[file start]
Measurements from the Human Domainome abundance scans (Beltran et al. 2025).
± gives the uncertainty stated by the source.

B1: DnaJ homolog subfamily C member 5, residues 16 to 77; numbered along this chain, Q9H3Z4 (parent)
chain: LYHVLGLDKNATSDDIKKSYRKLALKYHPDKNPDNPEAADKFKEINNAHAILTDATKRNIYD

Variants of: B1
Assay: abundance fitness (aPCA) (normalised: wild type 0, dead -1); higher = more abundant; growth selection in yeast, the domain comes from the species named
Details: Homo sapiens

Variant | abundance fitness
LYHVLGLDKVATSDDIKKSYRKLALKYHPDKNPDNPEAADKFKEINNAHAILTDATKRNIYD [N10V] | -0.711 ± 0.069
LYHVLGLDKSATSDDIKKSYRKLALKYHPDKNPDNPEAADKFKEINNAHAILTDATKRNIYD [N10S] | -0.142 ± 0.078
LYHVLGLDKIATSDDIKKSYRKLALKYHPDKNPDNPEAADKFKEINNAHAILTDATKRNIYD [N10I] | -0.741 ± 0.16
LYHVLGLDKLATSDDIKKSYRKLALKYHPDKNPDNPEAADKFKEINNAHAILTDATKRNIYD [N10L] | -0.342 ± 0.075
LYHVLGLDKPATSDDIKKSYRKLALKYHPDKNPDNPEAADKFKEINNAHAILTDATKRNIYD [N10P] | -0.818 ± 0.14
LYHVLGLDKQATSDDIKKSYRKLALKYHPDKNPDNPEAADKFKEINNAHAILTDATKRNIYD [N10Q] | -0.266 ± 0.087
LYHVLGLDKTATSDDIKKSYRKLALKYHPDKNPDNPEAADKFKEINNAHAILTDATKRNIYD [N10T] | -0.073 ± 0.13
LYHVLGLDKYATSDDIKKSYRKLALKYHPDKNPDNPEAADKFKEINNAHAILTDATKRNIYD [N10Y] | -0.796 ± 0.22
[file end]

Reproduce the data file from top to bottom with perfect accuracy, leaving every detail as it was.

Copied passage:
Measurements from the Human Domainome abundance scans (Beltran et al. 2025).
± gives the uncertainty stated by the source.

B1: DnaJ homolog subfamily C member 5, residues 16 to 77; numbered along this chain, Q9H3Z4 (parent)
chain: LYHVLGLDKNATSDDIKKSYRKLALKYHPDKNPDNPEAADKFKEINNAHAILTDATKRNIYD

Variants of: B1
Assay: abundance fitness (aPCA) (normalised: wild type 0, dead -1); higher = more abundant; growth selection in yeast, the domain comes from the species named
Details: Homo sapiens

Variant | abundance fitness
LYHVLGLDKVATSDDIKKSYRKLALKYHPDKNPDNPEAADKFKEINNAHAILTDATKRNIYD [N10V] | -0.711 ± 0.069
LYHVLGLDKSATSDDIKKSYRKLALKYHPDKNPDNPEAADKFKEINNAHAILTDATKRNIYD [N10S] | -0.142 ± 0.078
LYHVLGLDKIATSDDIKKSYRKLALKYHPDKNPDNPEAADKFKEINNAHAILTDATKRNIYD [N10I] | -0.741 ± 0.16
LYHVLGLDKLATSDDIKKSYRKLALKYHPDKNPDNPEAADKFKEINNAHAILTDATKRNIYD [N10L] | -0.342 ± 0.075
LYHVLGLDKPATSDDIKKSYRKLALKYHPDKNPDNPEAADKFKEINNAHAILTDATKRNIYD [N10P] | -0.818 ± 0.14
LYHVLGLDKQATSDDIKKSYRKLALKYHPDKNPDNPEAADKFKEINNAHAILTDATKRNIYD [N10Q] | -0.266 ± 0.087
LYHVLGLDKTATSDDIKKSYRKLALKYHPDKNPDNPEAADKFKEINNAHAILTDATKRNIYD [N10T] | -0.073 ± 0.13
LYHVLGLDKYATSDDIKKSYRKLALKYHPDKNPDNPEAADKFKEINNAHAILTDATKRNIYD [N10Y] | -0.796 ± 0.22